Laura Seitz, Deseret News
FAIRVIEW — Spencer Cox once turned down Harvard for a less glamorous school and walked away from a lucrative job with a law firm to move back to his boyhood farm. So maybe we shouldn’t be surprised that he came within minutes of turning down an offer to be Utah’s lieutenant governor.
Getting the L.G. job is like winning the lottery in politics, and he was only 38 and a rookie state legislator to boot. Yet he came this close to saying no, and the reason he almost said no can be found in Fairview, population 1,300. You get there by following Highway 89, which winds through the sage and juniper country of Sanpete County, with the snow-capped Manti LaSalles framing the eastern horizon, overlooking green meadows and marshes dotted with cattle, sheep and horses.
The Coxes live in a Norman Rockwell painting. Their handsome, two-story brick home sits on seven acres that overlook the valley, backed by a small red barn. On a summer day, the only sounds are meadowlarks, aspen stirring in the breeze and the clack-clack-clack of large Rain Bird sprinklers in the adjacent alfalfa fields. Sitting close together on the family room couch, Spencer and Abby can see their four children — Gavin 15, Kaleb 13, Adam 10, Emma Kate 7 — out the large back window racing around the family’s fields on four-wheelers as they do their chores, chased by a convoy of dogs under blue skies and sunshine.
This is why Cox took the huge pay cuts and left the big city and the law firm and a promising law career. This is why he serves as lieutenant governor while living in Fairview and not Salt Lake City. Living in the city didn’t offer many opportunities for their kids to learn to work. So they gave their children sprinkler pipes to move early every morning and hay to bale and gather. They gave them wide, open spaces to roam and dogs to tend and fences to build and mend and their grandfather’s farm to work and large lawns to mow and sheep to herd.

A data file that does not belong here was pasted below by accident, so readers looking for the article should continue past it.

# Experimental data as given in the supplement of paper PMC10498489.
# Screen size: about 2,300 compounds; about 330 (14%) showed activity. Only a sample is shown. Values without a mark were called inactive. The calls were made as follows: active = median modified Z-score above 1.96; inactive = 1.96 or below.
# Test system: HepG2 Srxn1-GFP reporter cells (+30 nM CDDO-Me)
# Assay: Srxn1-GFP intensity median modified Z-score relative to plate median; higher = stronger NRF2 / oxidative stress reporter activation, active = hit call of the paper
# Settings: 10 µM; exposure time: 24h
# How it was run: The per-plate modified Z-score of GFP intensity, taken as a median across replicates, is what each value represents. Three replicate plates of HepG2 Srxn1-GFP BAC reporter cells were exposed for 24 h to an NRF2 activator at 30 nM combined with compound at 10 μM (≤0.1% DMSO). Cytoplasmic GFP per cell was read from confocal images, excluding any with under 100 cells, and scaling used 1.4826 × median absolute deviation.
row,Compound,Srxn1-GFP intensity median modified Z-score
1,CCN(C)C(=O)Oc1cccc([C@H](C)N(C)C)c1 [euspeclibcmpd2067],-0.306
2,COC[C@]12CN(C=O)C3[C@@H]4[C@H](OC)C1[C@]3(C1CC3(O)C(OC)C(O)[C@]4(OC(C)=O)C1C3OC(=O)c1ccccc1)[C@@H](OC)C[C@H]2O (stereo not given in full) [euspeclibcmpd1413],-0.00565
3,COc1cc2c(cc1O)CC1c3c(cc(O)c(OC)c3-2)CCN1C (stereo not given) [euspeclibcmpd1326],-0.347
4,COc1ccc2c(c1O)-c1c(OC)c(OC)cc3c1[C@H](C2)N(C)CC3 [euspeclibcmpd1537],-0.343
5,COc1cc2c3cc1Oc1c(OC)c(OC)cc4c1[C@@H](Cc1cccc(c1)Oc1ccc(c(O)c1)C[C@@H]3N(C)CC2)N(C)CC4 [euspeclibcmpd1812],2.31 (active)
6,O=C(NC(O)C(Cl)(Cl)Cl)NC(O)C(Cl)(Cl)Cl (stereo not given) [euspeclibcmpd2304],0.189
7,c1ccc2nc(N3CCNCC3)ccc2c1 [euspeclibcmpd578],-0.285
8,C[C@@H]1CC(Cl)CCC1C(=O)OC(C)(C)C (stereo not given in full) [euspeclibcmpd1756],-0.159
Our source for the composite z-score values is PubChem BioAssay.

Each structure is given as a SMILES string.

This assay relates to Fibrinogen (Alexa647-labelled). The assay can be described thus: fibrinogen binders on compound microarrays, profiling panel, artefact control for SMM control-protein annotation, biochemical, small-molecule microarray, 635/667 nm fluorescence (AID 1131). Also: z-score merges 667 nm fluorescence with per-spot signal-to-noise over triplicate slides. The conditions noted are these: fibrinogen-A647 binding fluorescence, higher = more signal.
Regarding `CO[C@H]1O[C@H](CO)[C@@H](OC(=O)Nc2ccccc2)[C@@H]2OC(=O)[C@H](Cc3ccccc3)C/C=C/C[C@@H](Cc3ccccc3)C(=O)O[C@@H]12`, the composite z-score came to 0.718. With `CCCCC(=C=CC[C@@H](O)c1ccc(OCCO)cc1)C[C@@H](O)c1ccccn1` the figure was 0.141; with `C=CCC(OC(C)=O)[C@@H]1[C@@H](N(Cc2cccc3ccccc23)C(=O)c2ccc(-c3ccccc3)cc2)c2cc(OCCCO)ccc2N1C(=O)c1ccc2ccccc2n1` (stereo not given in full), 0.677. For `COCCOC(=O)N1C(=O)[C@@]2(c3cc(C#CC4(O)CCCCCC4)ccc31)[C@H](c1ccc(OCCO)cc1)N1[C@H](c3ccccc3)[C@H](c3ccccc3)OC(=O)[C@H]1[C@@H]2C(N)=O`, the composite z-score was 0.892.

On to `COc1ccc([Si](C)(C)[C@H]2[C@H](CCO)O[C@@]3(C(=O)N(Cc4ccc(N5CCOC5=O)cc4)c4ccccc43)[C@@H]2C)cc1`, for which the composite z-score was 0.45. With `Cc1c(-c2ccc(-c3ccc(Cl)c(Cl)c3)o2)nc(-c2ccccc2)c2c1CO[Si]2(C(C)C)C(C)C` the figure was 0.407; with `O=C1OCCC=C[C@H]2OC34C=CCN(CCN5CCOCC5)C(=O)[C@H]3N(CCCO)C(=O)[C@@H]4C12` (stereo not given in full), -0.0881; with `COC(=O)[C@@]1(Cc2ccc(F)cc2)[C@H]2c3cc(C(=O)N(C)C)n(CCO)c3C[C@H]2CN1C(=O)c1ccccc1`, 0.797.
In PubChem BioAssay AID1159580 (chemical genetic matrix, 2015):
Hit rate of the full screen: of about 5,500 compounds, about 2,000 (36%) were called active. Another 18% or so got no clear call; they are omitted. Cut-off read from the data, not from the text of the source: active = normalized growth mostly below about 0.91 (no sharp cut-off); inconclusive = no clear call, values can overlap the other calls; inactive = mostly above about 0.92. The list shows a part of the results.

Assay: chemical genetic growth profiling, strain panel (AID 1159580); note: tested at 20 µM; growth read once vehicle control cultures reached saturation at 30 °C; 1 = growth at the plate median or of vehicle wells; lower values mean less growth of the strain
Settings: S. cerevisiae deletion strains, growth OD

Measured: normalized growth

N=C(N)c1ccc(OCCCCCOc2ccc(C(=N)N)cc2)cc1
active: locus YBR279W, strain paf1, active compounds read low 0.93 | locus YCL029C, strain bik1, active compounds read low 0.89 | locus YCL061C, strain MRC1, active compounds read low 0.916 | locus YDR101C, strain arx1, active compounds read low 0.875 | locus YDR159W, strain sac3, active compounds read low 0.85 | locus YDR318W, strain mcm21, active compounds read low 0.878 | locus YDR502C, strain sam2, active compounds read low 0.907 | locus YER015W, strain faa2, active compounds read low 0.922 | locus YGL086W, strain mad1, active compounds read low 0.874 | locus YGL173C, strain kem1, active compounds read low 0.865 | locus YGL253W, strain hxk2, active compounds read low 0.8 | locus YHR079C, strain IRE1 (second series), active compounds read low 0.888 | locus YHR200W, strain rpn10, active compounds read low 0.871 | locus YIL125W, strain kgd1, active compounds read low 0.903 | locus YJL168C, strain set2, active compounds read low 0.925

In 2003, at the age of 28, Cox packed it all in and went home again to take over the family business. He went back to family, back to his ancestral home, back to parents and old friends and the land he knew. He moved from the big city back to the farm town of his youth, where the biggest thing in the community is the annual demolition derby, for which the locals camp out to buy tickets.
For 11 years, the Coxes got exactly what they wanted out of the bargain — the farm, chores for the kids, a dream home, more family time. Then the governor called and offered him the lieutenant governor’s job. Anyone else would have been dancing in the small lane that passes below the Cox home.
Spencer and Abby were both raised in large families on farms in the area, 10 miles apart. She was the fifth of 10 children — eight of them boys — and he the oldest of eight kids. She grew up on a 500-acre ranch, where cows, chickens, sheep, horses and pigs were raised. Spencer grew up on a 150-acre farm that has been in the family 150 years. Spencer’s children are the seventh generation to live here. Their ancestors are buried in a plot not far from their house.
Spencer and Abby, who both grew up on a daily routine of farm chores, attended the same junior high and high school, one year apart, but didn’t become acquainted until his senior year. They began dating after he graduated from high school. They married shortly after he returned from serving a LDS Church mission in Mexico. They both graduated from Snow College and Utah State.
His career was fast-tracked. He was named Student of the Year in the USU political science department, with a perfect 4.0 grade point average. He was accepted by Harvard Law, but chose Washington and Lee University instead because “I just knew I was supposed to be there.” He was hired by the Salt Lake law firm of Fabian and Clendenin. After a few years, he was on track to make partner. The Coxes settled into a subdivision in Kaysville. Four children arrived.
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